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4 Lessons on Productivity You Can Learn From an ADHD Sufferer

When people think of those with ADHD (Attention Deficit Hyperactivity Disorder), often a picture of an unruly child in a classroom unable to sit in their seat and conform to a  classroom setting comes to mind. Despite that original thought, there are many things to be learned from those with this neurological disorder. Many adults feel as if their routine/schedule is bringing them down and that’s when ADHD sufferers come into play in what can be learned from them. In particular, there are four specific concepts with which we can learn how to boost our productivity with.

1) Breaking Down Tasks

An article written by an ADHD sufferer suggests breaking down the big things into little things to optimize productivity. Perhaps to help do this the tasks can be written down or even posted in a notes app to refer to throughout the day. The app allows users to organize their thoughts in a way that is personalized to them by utilizing alerts, pictures, and pictures to help throughout the day. Breaking large tasks into small tasks can help optimize productivity and help to feel less overwhelmed.

2) No Constraints

A 9-5 job isn’t for most people and especially those with ADHD as they often have trouble conforming to a schedule. Instead, they tend to do things spontaneously and at their most creative points in the day which leads to a better quality of work as everyone seems to work best when inspired. They also do not keep track of time which may seem the complete opposite of productive. However, if they simply set certain things that need to get done in a day and don’t worry about what time they get done, as long as they DO get done.

3) Happiness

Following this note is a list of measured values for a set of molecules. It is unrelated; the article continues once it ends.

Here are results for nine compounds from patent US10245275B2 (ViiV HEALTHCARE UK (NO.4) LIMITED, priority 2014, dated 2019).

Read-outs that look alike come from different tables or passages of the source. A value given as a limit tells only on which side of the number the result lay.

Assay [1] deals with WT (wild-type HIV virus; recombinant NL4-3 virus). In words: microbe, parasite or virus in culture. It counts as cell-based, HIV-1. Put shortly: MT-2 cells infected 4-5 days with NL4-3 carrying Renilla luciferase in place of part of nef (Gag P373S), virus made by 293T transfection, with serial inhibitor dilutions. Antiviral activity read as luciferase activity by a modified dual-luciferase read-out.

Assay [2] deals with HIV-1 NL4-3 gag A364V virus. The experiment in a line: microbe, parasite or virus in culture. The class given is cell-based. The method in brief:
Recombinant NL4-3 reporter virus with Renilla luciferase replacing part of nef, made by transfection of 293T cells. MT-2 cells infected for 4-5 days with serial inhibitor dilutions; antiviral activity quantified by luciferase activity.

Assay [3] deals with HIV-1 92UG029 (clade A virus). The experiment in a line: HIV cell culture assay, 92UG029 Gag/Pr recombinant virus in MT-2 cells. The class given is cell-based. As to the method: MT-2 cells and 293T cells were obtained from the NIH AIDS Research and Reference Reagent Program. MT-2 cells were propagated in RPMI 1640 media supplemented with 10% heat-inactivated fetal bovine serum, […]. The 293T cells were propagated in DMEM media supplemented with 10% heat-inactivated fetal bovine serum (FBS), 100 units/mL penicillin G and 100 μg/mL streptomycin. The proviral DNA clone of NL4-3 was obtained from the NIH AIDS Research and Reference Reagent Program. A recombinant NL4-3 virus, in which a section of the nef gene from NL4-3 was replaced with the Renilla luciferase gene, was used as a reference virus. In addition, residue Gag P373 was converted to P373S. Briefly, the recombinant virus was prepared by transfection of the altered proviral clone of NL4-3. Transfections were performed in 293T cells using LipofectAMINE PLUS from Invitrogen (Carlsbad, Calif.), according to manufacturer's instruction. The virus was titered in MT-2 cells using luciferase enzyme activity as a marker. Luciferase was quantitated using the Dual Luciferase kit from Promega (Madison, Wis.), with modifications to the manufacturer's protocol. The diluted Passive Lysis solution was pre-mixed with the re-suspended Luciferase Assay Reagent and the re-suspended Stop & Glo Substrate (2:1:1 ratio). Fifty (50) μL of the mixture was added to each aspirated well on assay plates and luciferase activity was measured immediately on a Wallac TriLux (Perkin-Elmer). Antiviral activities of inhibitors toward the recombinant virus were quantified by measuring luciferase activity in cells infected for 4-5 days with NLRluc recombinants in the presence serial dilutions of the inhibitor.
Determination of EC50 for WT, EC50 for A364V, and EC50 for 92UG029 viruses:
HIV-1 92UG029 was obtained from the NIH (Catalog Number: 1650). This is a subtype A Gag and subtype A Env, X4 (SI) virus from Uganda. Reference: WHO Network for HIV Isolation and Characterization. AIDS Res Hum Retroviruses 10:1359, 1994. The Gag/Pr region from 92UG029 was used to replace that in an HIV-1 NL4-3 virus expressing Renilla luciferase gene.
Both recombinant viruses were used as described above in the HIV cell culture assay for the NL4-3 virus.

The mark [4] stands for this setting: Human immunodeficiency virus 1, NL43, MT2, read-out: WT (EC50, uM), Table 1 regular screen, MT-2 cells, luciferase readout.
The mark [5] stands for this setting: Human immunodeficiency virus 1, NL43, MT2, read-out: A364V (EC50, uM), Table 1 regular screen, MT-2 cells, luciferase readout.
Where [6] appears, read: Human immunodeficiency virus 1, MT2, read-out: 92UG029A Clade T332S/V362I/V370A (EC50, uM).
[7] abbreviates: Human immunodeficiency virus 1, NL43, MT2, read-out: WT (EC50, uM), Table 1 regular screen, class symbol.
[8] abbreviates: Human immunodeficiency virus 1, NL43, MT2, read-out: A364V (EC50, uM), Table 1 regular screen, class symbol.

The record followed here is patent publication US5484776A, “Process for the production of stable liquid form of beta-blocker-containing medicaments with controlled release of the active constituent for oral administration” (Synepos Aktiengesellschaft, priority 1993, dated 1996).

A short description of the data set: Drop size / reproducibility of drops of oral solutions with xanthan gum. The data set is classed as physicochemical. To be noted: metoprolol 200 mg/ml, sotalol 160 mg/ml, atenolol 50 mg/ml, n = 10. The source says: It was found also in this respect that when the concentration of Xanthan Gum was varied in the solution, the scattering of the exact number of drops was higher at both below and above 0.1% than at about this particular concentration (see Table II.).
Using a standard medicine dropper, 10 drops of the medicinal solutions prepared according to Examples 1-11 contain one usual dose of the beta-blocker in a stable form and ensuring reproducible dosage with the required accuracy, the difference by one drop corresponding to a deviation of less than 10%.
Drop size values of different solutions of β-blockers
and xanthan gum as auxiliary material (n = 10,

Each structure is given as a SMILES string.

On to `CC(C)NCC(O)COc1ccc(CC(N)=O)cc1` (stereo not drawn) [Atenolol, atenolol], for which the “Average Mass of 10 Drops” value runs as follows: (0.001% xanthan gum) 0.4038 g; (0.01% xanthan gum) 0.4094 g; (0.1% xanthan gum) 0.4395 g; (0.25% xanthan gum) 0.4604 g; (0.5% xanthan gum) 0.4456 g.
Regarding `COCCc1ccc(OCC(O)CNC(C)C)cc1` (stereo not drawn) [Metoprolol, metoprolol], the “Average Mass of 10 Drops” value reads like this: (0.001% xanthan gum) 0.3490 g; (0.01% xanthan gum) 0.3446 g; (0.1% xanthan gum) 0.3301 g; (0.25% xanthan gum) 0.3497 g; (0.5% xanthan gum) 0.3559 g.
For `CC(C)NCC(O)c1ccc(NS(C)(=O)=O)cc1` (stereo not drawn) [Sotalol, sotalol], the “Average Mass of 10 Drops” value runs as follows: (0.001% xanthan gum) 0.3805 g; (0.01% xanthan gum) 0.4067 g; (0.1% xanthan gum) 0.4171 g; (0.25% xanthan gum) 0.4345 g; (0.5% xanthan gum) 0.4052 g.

Psychiatrist and ADHD sufferer Dr. Hallowell suggests that “Most of the organizational strategies we implement fail because they’re boring.” That insists there has to be a balance of work and taking care of yourself. Therefore, those with ADHD often start the day with something that makes them happy. Maybe it’s a nice breakfast, or perhaps writing. Doing something enjoyable sets the stage for a positive and productive day.

4) Creativity

Studies and research suggest that people that have ADHD tend to be much more creative than those without it. Research shows that individuals with ADHD excel at divergent thinking tasks. For example, they tend to be able to come up with new and creative ideas for use of everyday objects. Their creativity aids in productivity because of their innovative mind’s ability to think of different solutions to getting tasks done.

Breaking the original mental image of a disorderly child or even a messy adult is important. They may have a different way of looking at things but their way of thinking can be applied in a positive manner. Their ability to think creatively and outside of the box gives leads them to learn how to manage productivity.

Through breaking things down, not conforming to society’s regular time standards, taking a page from someone with ADHD’s book might be the solution to many people’s boring routine. We can learn from those with ADHD despite their struggles. By applying the methods previously mentioned you can optimize your productivity both in your work life and in your personal life you may find that your productivity levels increase.

 

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